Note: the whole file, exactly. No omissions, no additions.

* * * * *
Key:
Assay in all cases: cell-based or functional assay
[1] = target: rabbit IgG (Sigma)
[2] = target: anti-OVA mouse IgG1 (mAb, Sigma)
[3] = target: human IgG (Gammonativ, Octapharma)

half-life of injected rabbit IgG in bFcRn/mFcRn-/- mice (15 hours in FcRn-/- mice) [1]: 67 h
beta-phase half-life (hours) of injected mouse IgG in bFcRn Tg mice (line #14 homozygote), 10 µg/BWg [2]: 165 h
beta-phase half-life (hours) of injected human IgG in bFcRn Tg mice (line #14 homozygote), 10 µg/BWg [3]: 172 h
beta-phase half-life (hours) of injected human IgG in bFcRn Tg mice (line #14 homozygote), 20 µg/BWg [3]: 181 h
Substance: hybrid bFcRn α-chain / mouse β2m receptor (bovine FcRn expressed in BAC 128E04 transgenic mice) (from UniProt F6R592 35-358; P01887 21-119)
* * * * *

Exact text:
Key:
Assay in all cases: cell-based or functional assay
[1] = target: rabbit IgG (Sigma)
[2] = target: anti-OVA mouse IgG1 (mAb, Sigma)
[3] = target: human IgG (Gammonativ, Octapharma)

half-life of injected rabbit IgG in bFcRn/mFcRn-/- mice (15 hours in FcRn-/- mice) [1]: 67 h
beta-phase half-life (hours) of injected mouse IgG in bFcRn Tg mice (line #14 homozygote), 10 µg/BWg [2]: 165 h
beta-phase half-life (hours) of injected human IgG in bFcRn Tg mice (line #14 homozygote), 10 µg/BWg [3]: 172 h
beta-phase half-life (hours) of injected human IgG in bFcRn Tg mice (line #14 homozygote), 20 µg/BWg [3]: 181 h
Substance: hybrid bFcRn α-chain / mouse β2m receptor (bovine FcRn expressed in BAC 128E04 transgenic mice) (from UniProt F6R592 35-358; P01887 21-119)